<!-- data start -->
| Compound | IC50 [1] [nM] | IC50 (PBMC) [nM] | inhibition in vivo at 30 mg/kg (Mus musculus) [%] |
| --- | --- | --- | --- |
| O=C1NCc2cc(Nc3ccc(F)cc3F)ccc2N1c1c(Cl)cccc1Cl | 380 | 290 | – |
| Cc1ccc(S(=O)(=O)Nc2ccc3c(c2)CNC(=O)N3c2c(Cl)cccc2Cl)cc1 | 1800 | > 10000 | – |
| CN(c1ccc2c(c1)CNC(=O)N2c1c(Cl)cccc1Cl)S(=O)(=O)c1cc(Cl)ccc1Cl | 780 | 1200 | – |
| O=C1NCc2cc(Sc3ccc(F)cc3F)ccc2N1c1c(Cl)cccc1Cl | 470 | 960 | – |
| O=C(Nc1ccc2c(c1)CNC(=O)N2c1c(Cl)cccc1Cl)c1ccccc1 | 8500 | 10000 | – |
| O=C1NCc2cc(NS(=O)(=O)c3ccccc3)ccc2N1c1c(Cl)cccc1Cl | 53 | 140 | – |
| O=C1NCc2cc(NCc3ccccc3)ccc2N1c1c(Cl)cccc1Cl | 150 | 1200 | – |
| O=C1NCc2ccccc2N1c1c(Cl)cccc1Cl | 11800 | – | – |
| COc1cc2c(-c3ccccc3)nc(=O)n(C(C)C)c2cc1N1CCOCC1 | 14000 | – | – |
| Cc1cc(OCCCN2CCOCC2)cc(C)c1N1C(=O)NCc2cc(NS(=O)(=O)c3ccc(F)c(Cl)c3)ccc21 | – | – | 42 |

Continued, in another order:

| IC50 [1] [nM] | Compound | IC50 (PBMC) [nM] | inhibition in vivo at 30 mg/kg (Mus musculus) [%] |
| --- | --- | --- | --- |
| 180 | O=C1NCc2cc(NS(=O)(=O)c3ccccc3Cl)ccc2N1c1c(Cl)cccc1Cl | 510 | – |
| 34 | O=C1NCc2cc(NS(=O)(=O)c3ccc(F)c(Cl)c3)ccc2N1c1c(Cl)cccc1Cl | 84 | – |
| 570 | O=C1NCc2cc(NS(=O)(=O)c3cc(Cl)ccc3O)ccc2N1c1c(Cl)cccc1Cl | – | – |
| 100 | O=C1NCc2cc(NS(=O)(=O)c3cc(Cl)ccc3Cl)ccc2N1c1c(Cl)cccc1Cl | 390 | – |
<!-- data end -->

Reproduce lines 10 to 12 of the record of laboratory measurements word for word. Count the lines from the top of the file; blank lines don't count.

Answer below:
| O=C1NCc2ccccc2N1c1c(Cl)cccc1Cl | 11800 | – | – |
| COc1cc2c(-c3ccccc3)nc(=O)n(C(C)C)c2cc1N1CCOCC1 | 14000 | – | – |
| Cc1cc(OCCCN2CCOCC2)cc(C)c1N1C(=O)NCc2cc(NS(=O)(=O)c3ccc(F)c(Cl)c3)ccc21 | – | – | 42 |